This is an opportunity for Members of Council to ask the Mayor, Members of the Executive or the Chairman of any Committee or Sub-Committee a question on notice under Procedure Rule 10.2.
The Mayor reported that 7 questions had been received under Procedure Rule 10.2.
(a) Councillor Mrs. Evans asked the following question for which she had given notice:
“Concerns have been raised about the imminent closure of the Trafford Powerleague site in Davyhulme and the significant and adverse implication for local football teams with the loss of pitches. Whilst this is recognised as a commercial decision, please could the Executive Member advise what steps they are able to take to ensure a good level of provision of pitches for hire by the local community in the borough and where these local teams will be able to play in future?”
Councillor Procter, the Executive Member for Communities and Housing echoed the fact that it was a commercial decision that the Council had no control over but had serious implications. He reported that the Council had met with Trafford Leisure and the Manchester and Cheshire Football Associations in an attempt to identify any spare capacity both indoor and outdoor for current users of the Powerleague and that dialogue would continue together with signposting clubs leagues and other users to alternative sites. The Council was also in discussion with the owners of the facility about refurbishment of the building and potential new football operations in the long-term and if they proved satisfactory more information would be provided in due course.
In addition to the short-term solution, the Council alongside the Football Foundation and local County Football Associations was working to approve the Local Football Facilities Plan which would set out the strategy for provision over the medium to long-term and clubs and leagues would be invited to review the outcomes.
The Executive Member wished to assure Councillor Mrs. Evans that the administration shared her concerns and that every effort was being made to find an appropriate solution and that he would be happy to keep her updated.
Councillor Mrs. Evans asked as a supplementary question whether the administration would accept that the Investment Plans for Turn Moss and George H. Carnall could have been positive for the local communities and now left a gap of poor provision which would have mitigated against the loss of public sector investment and could the administration make clear what their long-term plans would be. Councillor Proctor believed this to be a separate question to the initial question he had answered concerning Powerleague. He was obviously concerned about the long-term health strategy and the impact on younger people and had already outlined the long-term actions on which the Council would be moving forward.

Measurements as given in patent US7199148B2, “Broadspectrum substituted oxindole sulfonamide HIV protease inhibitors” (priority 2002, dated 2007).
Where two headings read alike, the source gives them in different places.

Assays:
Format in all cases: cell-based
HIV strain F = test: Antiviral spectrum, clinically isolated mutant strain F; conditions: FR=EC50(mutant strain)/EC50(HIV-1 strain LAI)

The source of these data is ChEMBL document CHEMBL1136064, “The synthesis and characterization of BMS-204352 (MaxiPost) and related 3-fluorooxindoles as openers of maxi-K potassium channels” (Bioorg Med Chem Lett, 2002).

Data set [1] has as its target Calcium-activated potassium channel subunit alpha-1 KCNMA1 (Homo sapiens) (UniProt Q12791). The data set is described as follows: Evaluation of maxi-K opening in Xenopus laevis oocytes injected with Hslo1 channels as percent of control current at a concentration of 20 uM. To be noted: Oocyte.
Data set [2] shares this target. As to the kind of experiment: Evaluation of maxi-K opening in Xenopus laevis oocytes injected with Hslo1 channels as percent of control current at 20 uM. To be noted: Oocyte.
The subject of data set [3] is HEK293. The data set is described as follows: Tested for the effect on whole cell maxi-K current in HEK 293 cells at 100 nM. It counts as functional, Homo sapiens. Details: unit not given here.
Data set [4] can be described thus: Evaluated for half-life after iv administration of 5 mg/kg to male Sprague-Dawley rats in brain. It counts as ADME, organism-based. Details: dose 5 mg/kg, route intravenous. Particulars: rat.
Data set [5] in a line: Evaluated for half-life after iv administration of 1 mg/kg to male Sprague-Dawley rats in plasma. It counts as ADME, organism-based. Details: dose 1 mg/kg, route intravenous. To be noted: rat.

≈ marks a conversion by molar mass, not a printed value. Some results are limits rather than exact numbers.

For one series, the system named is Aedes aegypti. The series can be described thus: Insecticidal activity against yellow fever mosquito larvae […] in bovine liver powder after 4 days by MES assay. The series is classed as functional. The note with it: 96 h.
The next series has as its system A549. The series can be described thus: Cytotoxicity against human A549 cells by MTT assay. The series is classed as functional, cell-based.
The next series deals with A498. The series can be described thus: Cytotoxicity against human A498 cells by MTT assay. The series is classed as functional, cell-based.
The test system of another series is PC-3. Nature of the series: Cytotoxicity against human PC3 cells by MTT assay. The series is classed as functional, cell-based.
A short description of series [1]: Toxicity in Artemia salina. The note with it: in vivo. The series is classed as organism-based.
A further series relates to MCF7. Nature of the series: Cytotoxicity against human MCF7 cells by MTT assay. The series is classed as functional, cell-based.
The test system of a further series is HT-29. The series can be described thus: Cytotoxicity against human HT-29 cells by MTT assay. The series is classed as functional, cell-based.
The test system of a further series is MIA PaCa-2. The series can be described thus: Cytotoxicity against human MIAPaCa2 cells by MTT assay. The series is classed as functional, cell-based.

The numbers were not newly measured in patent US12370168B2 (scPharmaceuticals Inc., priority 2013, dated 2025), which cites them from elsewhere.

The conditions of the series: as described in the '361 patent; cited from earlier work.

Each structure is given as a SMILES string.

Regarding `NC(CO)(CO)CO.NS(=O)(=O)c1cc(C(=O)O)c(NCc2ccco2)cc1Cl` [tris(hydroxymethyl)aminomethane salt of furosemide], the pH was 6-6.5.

(b) Councillor N. Evans asked the following question for which he had given notice:
“In a recent Council news release, the Executive Member acknowledged the overwhelming success of the Town Centre Loan Scheme in supporting new businesses, creating jobs and helping our town centres to thrive. However, at the end of the release it confirmed that the Council has now suspended new applications, why?”
Councillor Wright, the Executive Member for Investment, Regeneration and Strategic Planning advised that recent demand for the scheme had been high and that the fund was recyclable in that all income from loan payments was reinvested in new loans. At present the funding, including recycled funds, had all been invested and due to the unprecedented demand the scheme had been temporarily suspended to allow the funding pot to replenish. Contact details of businesses enquiring about the scheme were being taken and they would be notified at such time sufficient funds become available to reopen applications. Approximately 14 had expressed recent interest or had discussions ongoing.